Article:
Tag: 2011 playoffs


Top 10 2011 Playoff Moments: Burrows buries Blackhawks


From Apr. 1-10, ProHockeyTalk will be counting down the Top 10 moments from the 2011 postseason.

Here’s No. 6 — Alex Burrows scoring a series-winning goal for Vancouver against its hated rival, Chicago.

On the morning of Apr. 18, all was well with the Vancouver Canucks. They woke up owning a commanding 3-0 series lead in their opening-round playoff series with Chicago, with goalie Roberto Luongo allowing just five goals over three games.

But eight days later — on the morning of Tues, Apr. 26 — the Canucks were a far different bunch.

They’d blown their seemingly insurmountable series lead in spectacular fashion — losing 7-2, 5-0 and 4-3 (overtime) — and even replaced Luongo in goal with Cory Schneider after Luongo got torched in Games 4 and 5.

The Canucks headed into the decisive Game 7 looking to exorcise their playoff demons and eliminate the team that had ended each of their last two seasons.

In overtime, Alex Burrows did exactly that:

After the game, Burrows told reporters winning the way they did was perfect for the Canucks.

“I think it feels even better getting it done this way,” he said. “We didn’t make it easy on ourselves.”

No, they certainly didn’t.


Top 10 2011 Playoff Moments: Philly stays alive

Top 10 2011 Playoff Moments: Roloson turns back the clock…and the Penguins

Top 10 2011 Playoff Moments: Preds win! Preds win!

Top 10 2011 Playoff Moments: Horton beats the Habs

Comparing PHT editor and reader predictions in the 2011 playoffs

Adam McQuaid; Raffi Torres
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Over the long haul, we all did pretty well with our predictions for the 2011 playoffs. There wasn’t a Cinderella team anywhere near the shocking level of the 2009 Montreal Canadiens or 2006 Edmonton Oilers to make everyone look silly. Instead, this year’s playoffs were like a class everyone did pretty well in all along … until final exams handed us C’s and F’s (except for one handsome/beautiful group of students). Hopefully that final test doesn’t wreck our overall grades, though.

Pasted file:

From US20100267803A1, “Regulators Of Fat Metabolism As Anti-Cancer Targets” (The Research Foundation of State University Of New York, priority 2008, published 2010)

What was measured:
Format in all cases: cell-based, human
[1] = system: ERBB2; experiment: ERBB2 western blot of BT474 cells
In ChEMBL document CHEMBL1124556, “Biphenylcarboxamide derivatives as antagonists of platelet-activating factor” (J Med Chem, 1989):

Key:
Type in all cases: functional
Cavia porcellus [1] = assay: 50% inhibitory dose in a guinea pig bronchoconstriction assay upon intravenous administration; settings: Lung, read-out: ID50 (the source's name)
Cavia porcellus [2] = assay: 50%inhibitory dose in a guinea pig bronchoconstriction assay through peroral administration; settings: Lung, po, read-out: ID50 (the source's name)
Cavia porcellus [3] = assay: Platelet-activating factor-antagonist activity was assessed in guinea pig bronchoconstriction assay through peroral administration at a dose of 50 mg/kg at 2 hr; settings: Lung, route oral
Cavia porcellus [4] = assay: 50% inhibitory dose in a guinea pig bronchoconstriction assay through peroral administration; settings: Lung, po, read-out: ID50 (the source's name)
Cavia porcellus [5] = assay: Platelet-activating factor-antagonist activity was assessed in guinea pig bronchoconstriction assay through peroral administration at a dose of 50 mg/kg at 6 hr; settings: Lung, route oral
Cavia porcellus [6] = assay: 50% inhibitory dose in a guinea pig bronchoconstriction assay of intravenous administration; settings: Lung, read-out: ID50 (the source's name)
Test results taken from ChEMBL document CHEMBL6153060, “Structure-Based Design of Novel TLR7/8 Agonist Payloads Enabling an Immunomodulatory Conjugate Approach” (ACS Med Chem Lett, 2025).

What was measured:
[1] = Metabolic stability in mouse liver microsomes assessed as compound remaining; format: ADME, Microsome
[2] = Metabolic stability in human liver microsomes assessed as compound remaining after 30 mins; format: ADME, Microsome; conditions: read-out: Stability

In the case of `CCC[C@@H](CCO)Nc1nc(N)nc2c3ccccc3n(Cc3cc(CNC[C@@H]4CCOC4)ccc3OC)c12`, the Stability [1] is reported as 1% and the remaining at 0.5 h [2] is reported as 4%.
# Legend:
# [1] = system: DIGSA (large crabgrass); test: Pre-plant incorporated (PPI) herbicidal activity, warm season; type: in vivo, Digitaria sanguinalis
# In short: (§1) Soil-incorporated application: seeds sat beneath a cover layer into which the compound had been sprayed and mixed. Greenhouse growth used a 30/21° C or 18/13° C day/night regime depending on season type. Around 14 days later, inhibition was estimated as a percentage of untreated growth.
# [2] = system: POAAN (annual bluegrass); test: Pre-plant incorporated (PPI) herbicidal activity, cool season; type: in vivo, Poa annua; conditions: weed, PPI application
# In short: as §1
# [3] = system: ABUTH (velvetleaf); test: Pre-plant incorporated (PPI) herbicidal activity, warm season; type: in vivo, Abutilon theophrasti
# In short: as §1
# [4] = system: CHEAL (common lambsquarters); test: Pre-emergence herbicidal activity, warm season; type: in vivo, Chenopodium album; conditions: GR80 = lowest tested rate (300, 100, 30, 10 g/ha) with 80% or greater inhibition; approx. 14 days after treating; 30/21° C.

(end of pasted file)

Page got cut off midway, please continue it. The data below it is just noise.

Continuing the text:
Let’s take a look at how everyone did in the 2011 Stanley Cup finals and the 2011 playoffs overall.

2011 Stanley Cup finals

Boston Bruins (third seed in the East) vs. Vancouver Canucks (first seed in West)

Actual result: Bruins beat the Canucks 4-3
PHT readers pick: Bruins beat the Canucks 4-3 (22.83 percent)
Joe’s pick: Canucks beat the Bruins 4-2
Matt’s pick: Canucks beat the Bruins 4-2
James’ pick: Canucks beat the Bruins 4-1

First round records:

PHT readers: 5-3 (with two exactly correct)
Joe: 6-2 (with three exactly correct)
James: 8-0 (with two exactly correct)

Second round records

PHT readers: 1-3 (with one exactly correct)
Joe: 1-3 (with one exactly correct)
James: 2-2 (with none exactly correct)

Third round records

PHT readers: 1-1 (zero exactly correct)
Joe: 2-0 (with one exactly correct)
James: 2-0 (with none exactly correct)

Final round records

PHT readers: 1-0 (one exactly correct)
Joe: 0-1
Matt: 0-1
James: 0-1

Overall record

PHT readers: 8-7 (with four exactly correct)
Joe: 9-6 (with five exactly correct)
James: 12-3 (with two exactly correct)
Matt: 6-3 (with three exactly correct)

Pekka Rinne, Mike Fisher help Predators dismantle Ducks 4-1

Pekka Rinne, Bobby Ryan

The Nashville Predators gave up a pretty nice package to acquire two-way center Mike Fisher from the Ottawa Senators, but they’ll be glad they did it if Mr. Carrie Underwood keeps belting out great tunes. Fisher scored two goals and one assist while Pekka Rinne stopped 27 out of 28 shots to power the Predators to a dominant Game 1 road win against the Anaheim Ducks.

Nashville 4, Anaheim 1; Predators lead 1-0

As red-hot as the Ducks came into the playoffs, the Predators seem like an especially tough matchup for Anaheim. Nashville has strong goaltending, a stingy defense and a nice group of low-profile, versatile forwards.

Even if this win was somewhat predictable, the actual one-sided nature of the outcome was a bit startling.

Shea Weber began the scoring, Steve Sullivan made it 2-0 and then Fisher took over with two more goals. Teemu Selanne did what he does best by scoring on the power play midway through the third period, but by then it was just about preserving some dignity.

Dan Ellis had a rough game against his former team, getting pulled early in the third period after allowing four goals on only 24 shots. Ray Emery actually filled in for Ellis, stopping all six shots in relief. Is this a sign Emery could step in full-time if needed?

Rinne didn’t get a shutout like Marc-Andre Fleury or Roberto Luongo tonight, but he was still impressive against the Ducks. It was a relatively “easy” win for Nashville, but chances are good that they haven’t seen the best of Anaheim just yet.

Roberto Luongo blanks Blackhawks, Vancouver wins 2-0